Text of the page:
This is the reason it sounds so relaxed; it’s at ease at volumes that will make your neighbours feel anything but. The Stanmore II is a great party speaker.
Bass depth is good, too – at its price, if not necessarily the size. The Stanmore II can handle the kind of sub-bass frequencies that a lot of smaller wireless speakers – bar the Sonos One – bow out of entirely.
At first the upper-mids and treble can sound a little unrefined, but I found my ears grew accustomed to the tone within an hour or so. If yours don’t, you can just tame the treble a little with either the treble knob up-top, or through the app.
Marshall’s Bluetooth app lets you use parametric EQ presets with more bands that just the treble/bass of the top-plate controls, and create your own. For the most part I’ve used the default “flat” mode, though.
There’s no hiding that the Stanmore II falls behind top performers such as the Sonos One and Harman Kardon Go + Play in certain areas, though. Bass control, dynamics and separation are just okay.
The speaker can put out sound with decent scale and stature, but it can seem a little flat and two-dimensional compared with the best-in-class models. There’s some bass bleed, or at least less-than-ideal tonal control in the area where the bass meets the mids.
And while the Stanmore II’s bass floor is about as good as you’ll get for the price, in music where a bass bed sits distinct, far below the rest of the mix, the Harman Go + Play does a much better job of projecting and promoting these elements with distinct punch. This effect is much clearer with hip-hop and electronic music than rock.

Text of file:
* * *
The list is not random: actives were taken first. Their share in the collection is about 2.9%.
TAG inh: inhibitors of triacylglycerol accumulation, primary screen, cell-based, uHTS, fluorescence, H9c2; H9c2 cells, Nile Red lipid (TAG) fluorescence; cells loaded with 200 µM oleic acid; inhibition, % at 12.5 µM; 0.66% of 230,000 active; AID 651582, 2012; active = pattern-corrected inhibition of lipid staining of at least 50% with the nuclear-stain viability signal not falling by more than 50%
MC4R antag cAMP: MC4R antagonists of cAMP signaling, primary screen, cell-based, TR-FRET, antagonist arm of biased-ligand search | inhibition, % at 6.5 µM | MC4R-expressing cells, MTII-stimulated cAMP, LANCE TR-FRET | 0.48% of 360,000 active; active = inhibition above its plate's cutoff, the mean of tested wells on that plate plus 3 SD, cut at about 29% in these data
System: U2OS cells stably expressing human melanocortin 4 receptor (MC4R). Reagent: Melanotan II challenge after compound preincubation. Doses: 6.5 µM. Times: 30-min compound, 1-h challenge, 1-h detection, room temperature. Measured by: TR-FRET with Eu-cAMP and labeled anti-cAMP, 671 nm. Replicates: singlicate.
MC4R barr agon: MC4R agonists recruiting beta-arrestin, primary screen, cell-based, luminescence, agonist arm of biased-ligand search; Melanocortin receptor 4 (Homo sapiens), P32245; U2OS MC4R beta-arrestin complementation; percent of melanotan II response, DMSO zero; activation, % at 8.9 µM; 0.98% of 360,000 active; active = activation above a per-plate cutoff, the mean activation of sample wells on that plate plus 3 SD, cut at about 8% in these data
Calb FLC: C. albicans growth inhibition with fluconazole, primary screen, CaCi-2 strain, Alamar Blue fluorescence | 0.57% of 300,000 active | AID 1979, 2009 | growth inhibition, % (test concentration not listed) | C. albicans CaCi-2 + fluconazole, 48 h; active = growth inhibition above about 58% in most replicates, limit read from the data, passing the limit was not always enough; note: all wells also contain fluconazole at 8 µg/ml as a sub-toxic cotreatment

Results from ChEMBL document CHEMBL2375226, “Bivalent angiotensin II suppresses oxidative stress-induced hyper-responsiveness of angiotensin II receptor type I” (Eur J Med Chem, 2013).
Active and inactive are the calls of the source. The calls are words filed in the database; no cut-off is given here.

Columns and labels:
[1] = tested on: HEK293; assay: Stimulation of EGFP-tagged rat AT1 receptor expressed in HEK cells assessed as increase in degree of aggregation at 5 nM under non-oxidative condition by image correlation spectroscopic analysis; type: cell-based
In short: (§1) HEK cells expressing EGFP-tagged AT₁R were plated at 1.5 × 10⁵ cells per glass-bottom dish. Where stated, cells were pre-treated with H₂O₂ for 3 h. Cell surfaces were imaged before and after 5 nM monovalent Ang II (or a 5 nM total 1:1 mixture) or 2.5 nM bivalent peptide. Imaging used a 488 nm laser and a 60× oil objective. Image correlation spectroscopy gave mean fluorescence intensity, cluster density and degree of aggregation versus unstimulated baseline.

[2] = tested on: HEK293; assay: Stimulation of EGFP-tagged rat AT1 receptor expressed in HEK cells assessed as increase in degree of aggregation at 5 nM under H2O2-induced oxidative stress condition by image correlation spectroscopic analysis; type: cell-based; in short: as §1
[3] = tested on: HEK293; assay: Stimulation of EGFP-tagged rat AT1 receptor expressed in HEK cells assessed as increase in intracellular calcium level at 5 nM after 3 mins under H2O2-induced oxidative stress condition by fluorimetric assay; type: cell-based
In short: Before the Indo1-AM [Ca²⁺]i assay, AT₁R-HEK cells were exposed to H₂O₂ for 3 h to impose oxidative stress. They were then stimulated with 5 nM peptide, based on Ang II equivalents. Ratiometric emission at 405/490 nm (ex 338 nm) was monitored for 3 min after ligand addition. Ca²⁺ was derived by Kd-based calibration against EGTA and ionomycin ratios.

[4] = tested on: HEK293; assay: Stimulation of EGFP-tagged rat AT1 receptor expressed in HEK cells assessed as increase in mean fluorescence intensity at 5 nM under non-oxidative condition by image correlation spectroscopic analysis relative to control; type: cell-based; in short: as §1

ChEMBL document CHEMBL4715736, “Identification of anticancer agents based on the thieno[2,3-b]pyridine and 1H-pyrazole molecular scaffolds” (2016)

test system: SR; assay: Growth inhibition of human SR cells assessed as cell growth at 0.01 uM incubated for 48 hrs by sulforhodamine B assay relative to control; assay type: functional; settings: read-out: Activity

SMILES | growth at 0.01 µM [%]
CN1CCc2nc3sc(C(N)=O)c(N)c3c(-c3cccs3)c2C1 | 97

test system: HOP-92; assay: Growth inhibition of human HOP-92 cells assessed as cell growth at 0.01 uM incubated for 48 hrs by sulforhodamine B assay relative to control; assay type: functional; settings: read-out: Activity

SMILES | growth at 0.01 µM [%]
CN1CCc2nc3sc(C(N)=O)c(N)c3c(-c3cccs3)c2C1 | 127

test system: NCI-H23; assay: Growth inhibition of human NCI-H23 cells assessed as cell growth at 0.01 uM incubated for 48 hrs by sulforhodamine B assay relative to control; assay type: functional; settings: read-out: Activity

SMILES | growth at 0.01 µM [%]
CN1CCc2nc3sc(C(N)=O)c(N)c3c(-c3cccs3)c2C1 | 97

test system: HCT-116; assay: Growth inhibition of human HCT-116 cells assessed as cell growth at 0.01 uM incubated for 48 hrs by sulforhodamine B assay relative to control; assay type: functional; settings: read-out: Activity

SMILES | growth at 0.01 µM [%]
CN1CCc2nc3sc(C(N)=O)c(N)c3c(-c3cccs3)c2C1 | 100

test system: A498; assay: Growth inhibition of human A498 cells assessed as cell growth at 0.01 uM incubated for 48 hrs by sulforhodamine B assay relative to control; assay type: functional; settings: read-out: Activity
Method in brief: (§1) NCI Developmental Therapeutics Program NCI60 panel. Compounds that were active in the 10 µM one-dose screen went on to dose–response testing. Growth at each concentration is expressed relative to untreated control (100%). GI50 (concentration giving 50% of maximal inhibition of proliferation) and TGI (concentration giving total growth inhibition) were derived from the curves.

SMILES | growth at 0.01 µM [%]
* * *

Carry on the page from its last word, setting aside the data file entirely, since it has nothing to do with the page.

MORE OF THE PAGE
Just as the Stanmore II doesn’t use any particularly interesting or advanced tech in its actual speaker drivers, the sound is an effective but somewhat blunt instrument.
Still, few £200 Bluetooth speakers can play as loud as the Stanmore II with almost zero audible sign of strain. If the aim was to make a speaker that can rock out, the Marshall Stanmore II is clearly a success. And, well, of course that was the aim.
Why buy the Marshall Stanmore II?
The Marshall Stanmore II is a solid wireless speaker that, if you can find it at its £199 price at least, offers solid performance and a punchy visual presence that you’ll often have to pay more for.
It sounds its best when played fairly loud, but doesn’t quite have the separation and dynamics of the very top performers. The same criticism can be levelled at Marshall’s other speakers, too.
However, the one true omission is portability. The Marshall Stanmore II would be a great speaker for summer days – and if that appeals then you should consider the Harman Kardon Go + Play while it’s still available.
A rock icon in speaker form that doesn’t break a sweat at high volumes.